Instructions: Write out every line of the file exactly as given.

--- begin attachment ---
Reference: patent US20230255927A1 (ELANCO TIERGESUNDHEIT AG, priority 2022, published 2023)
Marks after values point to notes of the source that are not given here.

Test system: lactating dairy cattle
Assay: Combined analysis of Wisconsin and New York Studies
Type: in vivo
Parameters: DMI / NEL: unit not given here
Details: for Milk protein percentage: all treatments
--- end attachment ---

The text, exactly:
Reference: patent US20230255927A1 (ELANCO TIERGESUNDHEIT AG, priority 2022, published 2023)
Marks after values point to notes of the source that are not given here.

Test system: lactating dairy cattle
Assay: Combined analysis of Wisconsin and New York Studies
Type: in vivo
Parameters: DMI / NEL: unit not given here
Details: for Milk protein percentage: all treatments